Demelza opens with the birth of Ross and Demelza’s baby girl. The new mother plans two christening parties, one for the country folk and another for the gentry. Trouble arises when her father, now a Methodist and wearing his religion like a cloak of righteousness, shows up on the wrong day and promptly insults some of the guests. Put in the uncomfortable position of defending his father-in-law, Ross must intervene. Demelza flees to the house, mortified. “…I thought I would show ’em I was a fit wife for you, that I could wear fine clothes and behave genteel an’ not disgrace you. An’ instead they will all ride home snickering behind their hands…” (51) Continue reading “Demelza: A Novel of Cornwall, by Winston Graham – A Review”

Poldark Season One Episode Four on Masterpiece Classic PBS – A Recap & Review

Eleanor Tomlinson as Demelza in Episode 4 of Poldark (2015)

“They like you.” proclaims Demelza to Ross. No kidding, sweetie!

Last week, episode three of Poldark began with Ross re-opening his family copper mine, Demelza catching his eye while dancing at a local villager’s wedding, Jim’s trial for poaching ending badly, and Ross, after a hellish day arguing with Demelza while trying to resist the temptations of the flesh, succumbing to said temptations, ending in their surprise nuptials. Whoa!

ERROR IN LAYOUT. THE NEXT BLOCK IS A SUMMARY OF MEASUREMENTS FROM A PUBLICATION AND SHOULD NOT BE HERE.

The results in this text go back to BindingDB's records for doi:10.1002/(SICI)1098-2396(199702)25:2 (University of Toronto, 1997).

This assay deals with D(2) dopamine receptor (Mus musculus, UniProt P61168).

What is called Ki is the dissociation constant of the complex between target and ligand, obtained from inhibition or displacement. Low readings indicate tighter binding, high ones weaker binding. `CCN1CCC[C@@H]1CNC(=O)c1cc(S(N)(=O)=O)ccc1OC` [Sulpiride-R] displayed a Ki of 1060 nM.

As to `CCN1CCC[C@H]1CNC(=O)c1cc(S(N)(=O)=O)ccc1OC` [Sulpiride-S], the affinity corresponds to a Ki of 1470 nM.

This week, as the scandal of their wedding rocks the community and sours Ross’s business venture, Uncle Charles joins the blessed above (or below), and Verity instructs Demelza on becoming a lady. A first Christmas together for Romelza is shared with the dreaded Poldark family at Trenwith, resulting in a revelation for Ross.

(there be spoilers ahead) Continue reading “Poldark Season One Episode Four on Masterpiece Classic PBS – A Recap & Review”

A Preview of Ross Poldark & Demelza, by Winston Graham

     Ross Poldark A Novel of Cornwall, 1783 to1787 2015 x 200         Demelza A Novel of Cornwall, 1788-1790 by Winston Graham 2015

It’s always a red-letter day to bibliophiles when books originally published eons ago get a new life and a new audience. It usually takes a major television series or movie for this to happen. In the case of Jane Austen, we have seen new tie-in editions for Pride and Prejudice in 1995 & 2005, and Sense and Sensibility in 1995. Just the other day I saw a beautiful new movie tie-in cover for Thomas Hardy’s Far From the Madding Crowd in my bookstore. A good story is a good story no matter what generation it is introduced to. Continue reading “A Preview of Ross Poldark & Demelza, by Winston Graham”